What Is It That We’re Hearing, Anyway?
For the last 2 months I’ve been trying to offend everybody by suggesting some things about the audibility of high-resolution audio, and I’ve taken the position that hi-res isn’t very audible, compared to 16-bit or even analog audio. I’ve tried to also explain why there’s such a fuss about hi-res (it’s because we can
hear it, a little, and we’d like to think that makes it important and us cool).
This month I’d like to discuss what it is we probably do hear when we listen to our favorite hi-res audio and are sure
we really do
hear a difference. Although most of the limits of hi-res are well-beyond the various thresholds that limit and/or mask our perceptions, we do hear stuff – and it is worth discussing what we do in fact hear.
First, let’s admit right upfront that some of the hi-res goodnesses we hear are imaginary. Now that doesn’t mean we don’t really hear them, or that they aren’t important to us. But you’ve gotta understand that we hear things, with that remarkably complex multifaceted hearing system of ours, things that sometimes aren’t there physically. We are really good at extracting meaning out of chaos, and sometimes we extract meaning from signals that really are … well, just chaos – signals that don’t have any meaning in them. AWESOMELY EVANESCENT
There’s nothing wrong with this. Such cognition is an essential part of survival by making quick sense of the world around us. So, when we feel like we’re really picking out the 24th bit down there in the noise, as a function of those superdetailed reverb trails and awesomely evanescent images floating there in our mind’s ears, we may very well be just making it up. In any case, we are almost always guessing when we are trying to pick out these really small differences.
But there’s more to this. Along with the imaginary, there’s the real stuff, too. We hear things remarkably well, and some of my golden-eared brothers and sisters can hear some amazing audio details. I could tell you stories … .
However, exactly what
it is that we’re hearing is a different question. Some of it is relevant to hi-res audio, some of it isn’t. As reader Dave Riddle pointed out to me a couple of months back, when we glory in the good ol’ analog sound of the ’50s and ’60s (when, believe it or not, there were some really great recordings were made) maybe what distinguishes the sound isn’t the clean, robust analog signal flow at all, but instead the 20-50 transformers hung (at every device’s input and output points) along the signal path. Maybe the sweet fatness of those sounds is all in the transformer windings! STUPID TRANSFORMERS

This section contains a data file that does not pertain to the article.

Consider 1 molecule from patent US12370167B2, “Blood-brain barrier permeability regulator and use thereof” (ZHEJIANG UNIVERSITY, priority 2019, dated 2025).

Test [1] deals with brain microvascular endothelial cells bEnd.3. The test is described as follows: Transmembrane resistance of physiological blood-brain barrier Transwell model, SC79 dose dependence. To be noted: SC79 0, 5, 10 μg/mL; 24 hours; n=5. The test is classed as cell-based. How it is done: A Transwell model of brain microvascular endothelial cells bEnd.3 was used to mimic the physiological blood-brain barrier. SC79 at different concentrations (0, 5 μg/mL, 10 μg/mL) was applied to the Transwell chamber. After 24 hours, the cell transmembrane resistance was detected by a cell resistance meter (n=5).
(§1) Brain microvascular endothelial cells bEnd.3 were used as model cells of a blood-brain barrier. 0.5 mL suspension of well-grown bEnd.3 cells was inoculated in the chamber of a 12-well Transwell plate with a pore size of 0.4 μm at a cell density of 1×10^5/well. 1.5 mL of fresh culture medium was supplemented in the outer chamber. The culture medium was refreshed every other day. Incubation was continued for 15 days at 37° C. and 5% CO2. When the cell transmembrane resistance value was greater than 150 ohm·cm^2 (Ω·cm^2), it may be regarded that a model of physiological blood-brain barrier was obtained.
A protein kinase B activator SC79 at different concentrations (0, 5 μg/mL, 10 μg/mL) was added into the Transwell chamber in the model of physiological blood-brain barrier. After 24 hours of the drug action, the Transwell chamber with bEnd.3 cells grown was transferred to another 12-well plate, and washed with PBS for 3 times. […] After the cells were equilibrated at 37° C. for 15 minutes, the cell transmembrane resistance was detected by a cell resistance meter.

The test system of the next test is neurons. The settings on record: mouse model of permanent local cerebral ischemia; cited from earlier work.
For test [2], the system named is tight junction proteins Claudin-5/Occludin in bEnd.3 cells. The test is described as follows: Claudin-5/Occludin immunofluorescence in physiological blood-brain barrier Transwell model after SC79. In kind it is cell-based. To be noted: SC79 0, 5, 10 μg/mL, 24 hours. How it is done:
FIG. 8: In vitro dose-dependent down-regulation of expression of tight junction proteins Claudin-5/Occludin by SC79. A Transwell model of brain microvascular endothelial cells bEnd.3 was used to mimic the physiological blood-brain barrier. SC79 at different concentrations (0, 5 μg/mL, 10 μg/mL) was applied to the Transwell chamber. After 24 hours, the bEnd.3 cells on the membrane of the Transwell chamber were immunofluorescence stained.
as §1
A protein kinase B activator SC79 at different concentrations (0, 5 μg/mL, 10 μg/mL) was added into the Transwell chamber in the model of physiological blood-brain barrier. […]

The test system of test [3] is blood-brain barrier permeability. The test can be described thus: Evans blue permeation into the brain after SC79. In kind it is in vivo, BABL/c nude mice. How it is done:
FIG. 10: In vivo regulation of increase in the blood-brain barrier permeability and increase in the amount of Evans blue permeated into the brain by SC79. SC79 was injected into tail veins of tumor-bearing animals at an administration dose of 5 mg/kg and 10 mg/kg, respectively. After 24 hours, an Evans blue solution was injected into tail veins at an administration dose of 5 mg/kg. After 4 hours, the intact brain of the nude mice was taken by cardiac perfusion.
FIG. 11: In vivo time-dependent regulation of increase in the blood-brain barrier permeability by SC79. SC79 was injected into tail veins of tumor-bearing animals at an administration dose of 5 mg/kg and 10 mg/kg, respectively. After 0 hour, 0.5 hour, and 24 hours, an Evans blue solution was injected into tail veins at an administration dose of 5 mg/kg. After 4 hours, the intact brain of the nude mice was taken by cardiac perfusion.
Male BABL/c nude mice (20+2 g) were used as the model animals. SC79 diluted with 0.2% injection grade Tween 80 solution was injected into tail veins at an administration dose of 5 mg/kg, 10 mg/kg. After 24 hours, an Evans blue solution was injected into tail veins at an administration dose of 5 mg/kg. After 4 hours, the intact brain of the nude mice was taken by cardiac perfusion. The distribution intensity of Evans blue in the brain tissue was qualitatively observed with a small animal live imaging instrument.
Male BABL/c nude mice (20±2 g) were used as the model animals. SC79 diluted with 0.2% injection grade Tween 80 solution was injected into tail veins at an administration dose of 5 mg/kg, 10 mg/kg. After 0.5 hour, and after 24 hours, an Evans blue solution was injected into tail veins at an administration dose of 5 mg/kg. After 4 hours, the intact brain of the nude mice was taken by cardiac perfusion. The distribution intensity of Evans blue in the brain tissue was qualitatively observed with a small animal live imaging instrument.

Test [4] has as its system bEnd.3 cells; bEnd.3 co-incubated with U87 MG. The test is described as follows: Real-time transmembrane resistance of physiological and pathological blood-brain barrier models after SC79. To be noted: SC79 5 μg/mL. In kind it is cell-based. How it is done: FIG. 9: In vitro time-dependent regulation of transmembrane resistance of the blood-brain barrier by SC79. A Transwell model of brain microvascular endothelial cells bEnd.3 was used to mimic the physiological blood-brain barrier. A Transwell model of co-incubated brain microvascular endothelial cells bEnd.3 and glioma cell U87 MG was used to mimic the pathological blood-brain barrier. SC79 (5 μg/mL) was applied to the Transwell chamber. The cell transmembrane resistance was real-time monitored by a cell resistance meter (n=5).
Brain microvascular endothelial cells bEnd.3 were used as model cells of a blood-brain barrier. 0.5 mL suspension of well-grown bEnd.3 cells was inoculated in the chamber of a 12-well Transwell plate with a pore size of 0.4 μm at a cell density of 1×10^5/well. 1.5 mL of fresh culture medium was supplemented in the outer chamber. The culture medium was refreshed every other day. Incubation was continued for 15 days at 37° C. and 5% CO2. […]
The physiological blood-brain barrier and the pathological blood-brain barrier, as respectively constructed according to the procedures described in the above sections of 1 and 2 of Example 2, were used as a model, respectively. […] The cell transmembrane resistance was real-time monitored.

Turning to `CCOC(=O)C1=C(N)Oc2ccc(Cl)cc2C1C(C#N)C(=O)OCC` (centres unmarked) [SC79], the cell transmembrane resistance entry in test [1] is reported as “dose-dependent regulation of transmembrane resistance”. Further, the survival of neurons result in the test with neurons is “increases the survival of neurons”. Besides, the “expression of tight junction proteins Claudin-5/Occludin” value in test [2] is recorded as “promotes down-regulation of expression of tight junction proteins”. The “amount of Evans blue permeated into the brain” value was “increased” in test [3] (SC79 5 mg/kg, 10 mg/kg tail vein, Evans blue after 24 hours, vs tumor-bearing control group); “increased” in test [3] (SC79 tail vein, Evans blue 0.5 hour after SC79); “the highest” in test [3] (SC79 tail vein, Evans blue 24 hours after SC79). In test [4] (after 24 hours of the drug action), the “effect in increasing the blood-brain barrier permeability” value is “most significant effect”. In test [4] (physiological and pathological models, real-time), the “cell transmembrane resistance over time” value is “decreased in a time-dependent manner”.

See what I mean? All this time, we’ve assumed it was the analog purity, when actually it might just as well have been the stupid transformers. In our brave new hi-res world, similar things play. When we compare a 16-bit box to a 24-bit box, we may hear a difference, and that difference may have nothing to do with wordlength. It may be that the 24-bit piece’s manufacturer used a "better" grade of capacitors, or maybe didn’t use capacitors at all, or maybe, even, used transformers
Meanwhile, we say, "Man, doesn’t 24-bit really
clean up the sound? Awesome!"
Sometimes, also, it is in fact the hi-res. I have a colleague who recently told me, "Boy, 24-bit really makes a difference. Mixing is so much easier!"
As we were both drinking at the time, this had the makings of a really interesting discussion. But when we got into it, it turned out he was talking about mixing in a DAW. And he wasn’t just knocking together a voice-track, a music bed and some FX. He was mixing a ton of tracks, all with heavy processing. And so his observation was quite reasonable that the extra wordlength really seemed to make a difference in terms of transparency when he started combining all these gazillions of tracks. He really noticed it when he got stuck with 16-bit resolution in this kind of production environment. DISTINCT ADVANTAGES
Now, my colleague may be imagining it, but he seems sure enough of his ground that I’m inclined to believe he really hears it. And it is reasonable that he should – the additional wordlength does provide some distinct advantages when dealing with the accumulating errors that build up when lots of tracks and processing are all happening at once.
So, it seems to me we can reasonably assume that in conditions where there are massive digital accumulations of rounding errors, processing artifacts and level changes, hi-res is good. I assume also that there may be other instances like this, where the presence of hi-res keeps us out of audio doo-doo that would turn out to be audible, perhaps quite disturbingly audible. LOUD AND CLEAR
There is another instance where I’m also sure we could hear it – loud and clear. And it’d sound great, if we could afford it. If we built up our analog gear and our loudspeakers so that the Least Significant Bit (the 24th one) equaled the analog noise floor (-100 dBV) and the threshold of hearing (0 dB SPL), why then we’d hear this hi-res benefit for sure. Personally, I think it would be fabulous.
Our normal calibrated listening level would be, of course, something like -60 dBFS for 84 dB SPL, and our loudspeakers would require water-cooling and our power amps would have to be capable of generating perhaps a megawatt of power – they’d probably need water-cooling as well.
The enhanced headroom of such a system would be absolutely glorious – and audible, I’m absolutely sure (particularly when we decided, after a couple of double tequila sunrises, to really crank it!). Too bad it’s not practical or affordable.
Next month we’ll wrap this up and talk about the meaning of it all. In the meantime, keep in mind that on Thanksgiving Day as on every day, we are what we eat.